Chapter 3 carefully evaluates the three metrics in terms of their statistical properties. These properties are then applied to test the statistical significance of the findings presented by Krueger and Summers and by Gittleman and Wolff for inter-industry wage differentials. I provide a complete and thorough evaluation of all the results presented in the two quoted articles, clearly specifying the methodology used in each case, stating explicitly the suitable null and alternative hypotheses, and setting appropriate significance levels for the various tests. Both the studies considered here reach the conclusion that inter-industry wage structures are characterized by a high degree o f stability over time and are highly similar across countries. Such a regular pattern seems to be explicable only by introducing non-competitive considerations and seems to deny any role o f institutional or other country and time specific factors influencing the process o f wage determination. This result is challenged from two points of view. The first is the reliability and the actual statistical significance of the values obtained for the various measures of association used to judge the degree of stability o f industry wage differentials. The second, and more relevant, is the overall appropriateness of aggregate wage data - as compared with micro data - as a basis for inter-temporal and cross-country comparisons of industry wage structures.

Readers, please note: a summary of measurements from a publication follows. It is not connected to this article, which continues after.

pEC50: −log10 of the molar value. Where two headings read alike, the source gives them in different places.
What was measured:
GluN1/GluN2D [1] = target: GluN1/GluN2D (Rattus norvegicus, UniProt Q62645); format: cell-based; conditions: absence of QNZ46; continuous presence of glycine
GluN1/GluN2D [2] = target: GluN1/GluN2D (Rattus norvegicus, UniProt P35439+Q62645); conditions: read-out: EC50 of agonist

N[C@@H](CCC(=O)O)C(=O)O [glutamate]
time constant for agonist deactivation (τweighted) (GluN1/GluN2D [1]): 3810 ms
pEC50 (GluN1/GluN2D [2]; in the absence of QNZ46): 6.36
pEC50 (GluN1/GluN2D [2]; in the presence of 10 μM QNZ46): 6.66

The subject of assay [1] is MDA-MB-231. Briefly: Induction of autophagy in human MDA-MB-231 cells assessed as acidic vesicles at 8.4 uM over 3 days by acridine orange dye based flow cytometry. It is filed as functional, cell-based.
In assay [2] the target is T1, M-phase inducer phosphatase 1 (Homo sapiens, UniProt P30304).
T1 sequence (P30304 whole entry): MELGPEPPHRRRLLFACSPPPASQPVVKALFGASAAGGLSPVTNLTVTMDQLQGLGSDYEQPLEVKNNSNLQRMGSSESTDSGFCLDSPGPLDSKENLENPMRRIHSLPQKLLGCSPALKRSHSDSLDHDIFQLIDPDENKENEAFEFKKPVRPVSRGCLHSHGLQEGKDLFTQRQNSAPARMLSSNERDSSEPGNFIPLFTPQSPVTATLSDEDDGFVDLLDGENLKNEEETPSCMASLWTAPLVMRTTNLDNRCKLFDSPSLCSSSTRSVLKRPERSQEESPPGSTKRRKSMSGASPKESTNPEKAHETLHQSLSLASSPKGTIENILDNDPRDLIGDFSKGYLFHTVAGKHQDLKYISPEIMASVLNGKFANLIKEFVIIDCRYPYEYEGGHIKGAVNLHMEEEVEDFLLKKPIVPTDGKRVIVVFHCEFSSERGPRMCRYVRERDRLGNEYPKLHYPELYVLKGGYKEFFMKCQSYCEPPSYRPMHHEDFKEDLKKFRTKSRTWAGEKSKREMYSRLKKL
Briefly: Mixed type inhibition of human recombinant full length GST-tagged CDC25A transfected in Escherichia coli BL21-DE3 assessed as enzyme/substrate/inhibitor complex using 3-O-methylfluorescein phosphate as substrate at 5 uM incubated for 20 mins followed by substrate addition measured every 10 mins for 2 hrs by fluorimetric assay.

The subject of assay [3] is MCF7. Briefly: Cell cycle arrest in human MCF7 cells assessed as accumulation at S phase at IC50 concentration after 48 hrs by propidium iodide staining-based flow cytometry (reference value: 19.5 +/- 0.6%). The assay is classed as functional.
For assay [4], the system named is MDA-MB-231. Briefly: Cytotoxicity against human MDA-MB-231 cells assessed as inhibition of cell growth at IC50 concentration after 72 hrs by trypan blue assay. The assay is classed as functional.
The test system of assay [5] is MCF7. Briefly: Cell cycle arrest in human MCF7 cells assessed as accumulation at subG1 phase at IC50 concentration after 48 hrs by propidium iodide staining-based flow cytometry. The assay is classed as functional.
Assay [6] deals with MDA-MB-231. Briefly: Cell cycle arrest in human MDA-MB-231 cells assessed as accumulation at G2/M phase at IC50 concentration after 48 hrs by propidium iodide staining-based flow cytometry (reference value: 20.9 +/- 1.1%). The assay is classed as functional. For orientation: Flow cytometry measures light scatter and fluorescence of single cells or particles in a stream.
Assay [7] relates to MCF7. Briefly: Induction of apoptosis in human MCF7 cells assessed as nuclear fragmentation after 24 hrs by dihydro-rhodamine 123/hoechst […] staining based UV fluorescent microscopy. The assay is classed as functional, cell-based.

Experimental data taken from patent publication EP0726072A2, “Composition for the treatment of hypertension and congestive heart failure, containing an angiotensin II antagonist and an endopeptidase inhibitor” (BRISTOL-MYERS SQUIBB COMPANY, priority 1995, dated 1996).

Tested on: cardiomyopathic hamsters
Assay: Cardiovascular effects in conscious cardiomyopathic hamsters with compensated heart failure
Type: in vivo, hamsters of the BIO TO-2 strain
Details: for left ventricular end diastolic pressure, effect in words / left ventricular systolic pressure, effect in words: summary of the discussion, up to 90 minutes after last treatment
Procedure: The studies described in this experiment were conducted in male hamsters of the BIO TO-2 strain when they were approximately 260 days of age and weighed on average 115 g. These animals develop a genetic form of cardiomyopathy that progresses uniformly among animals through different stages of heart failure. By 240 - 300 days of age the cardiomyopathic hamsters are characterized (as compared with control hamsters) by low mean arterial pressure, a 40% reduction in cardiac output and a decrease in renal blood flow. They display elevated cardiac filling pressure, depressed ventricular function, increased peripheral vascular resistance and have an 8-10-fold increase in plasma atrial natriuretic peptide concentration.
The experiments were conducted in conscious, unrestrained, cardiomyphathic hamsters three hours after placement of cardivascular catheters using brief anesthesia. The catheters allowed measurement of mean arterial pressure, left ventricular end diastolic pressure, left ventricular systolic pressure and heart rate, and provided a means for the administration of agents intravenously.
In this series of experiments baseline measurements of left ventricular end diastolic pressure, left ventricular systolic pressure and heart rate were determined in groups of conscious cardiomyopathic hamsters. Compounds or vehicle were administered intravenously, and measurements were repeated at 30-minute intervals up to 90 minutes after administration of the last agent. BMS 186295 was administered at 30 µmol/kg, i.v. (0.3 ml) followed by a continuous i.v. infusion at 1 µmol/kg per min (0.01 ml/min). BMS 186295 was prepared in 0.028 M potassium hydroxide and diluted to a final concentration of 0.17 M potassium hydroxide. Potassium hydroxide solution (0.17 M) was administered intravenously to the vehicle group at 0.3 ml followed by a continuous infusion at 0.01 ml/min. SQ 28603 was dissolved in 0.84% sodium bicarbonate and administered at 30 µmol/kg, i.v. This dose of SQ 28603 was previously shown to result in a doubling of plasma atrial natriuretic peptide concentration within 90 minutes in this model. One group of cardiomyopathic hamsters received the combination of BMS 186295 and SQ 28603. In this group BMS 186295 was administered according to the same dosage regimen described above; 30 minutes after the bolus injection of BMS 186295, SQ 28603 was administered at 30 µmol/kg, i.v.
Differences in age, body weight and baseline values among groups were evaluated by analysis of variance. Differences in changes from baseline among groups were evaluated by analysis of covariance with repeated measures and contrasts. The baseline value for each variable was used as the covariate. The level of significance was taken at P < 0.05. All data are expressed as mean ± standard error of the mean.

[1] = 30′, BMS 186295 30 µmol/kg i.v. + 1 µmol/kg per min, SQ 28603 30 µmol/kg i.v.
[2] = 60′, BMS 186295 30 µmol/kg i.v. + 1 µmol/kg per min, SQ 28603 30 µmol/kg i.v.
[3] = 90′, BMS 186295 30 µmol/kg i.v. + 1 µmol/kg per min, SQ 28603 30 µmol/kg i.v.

C h a p te r 4 starts considering empirical evidence for inter-industry wage differentials in Germany based on micro data. Empirical analyses o f the determinants of industry wage differentials using individual data were first provided for the U.S. labour market. According to these studies, industry wage differences appear to remain substantial even after controlling for a variety o f human capital factors and working conditions. These results have been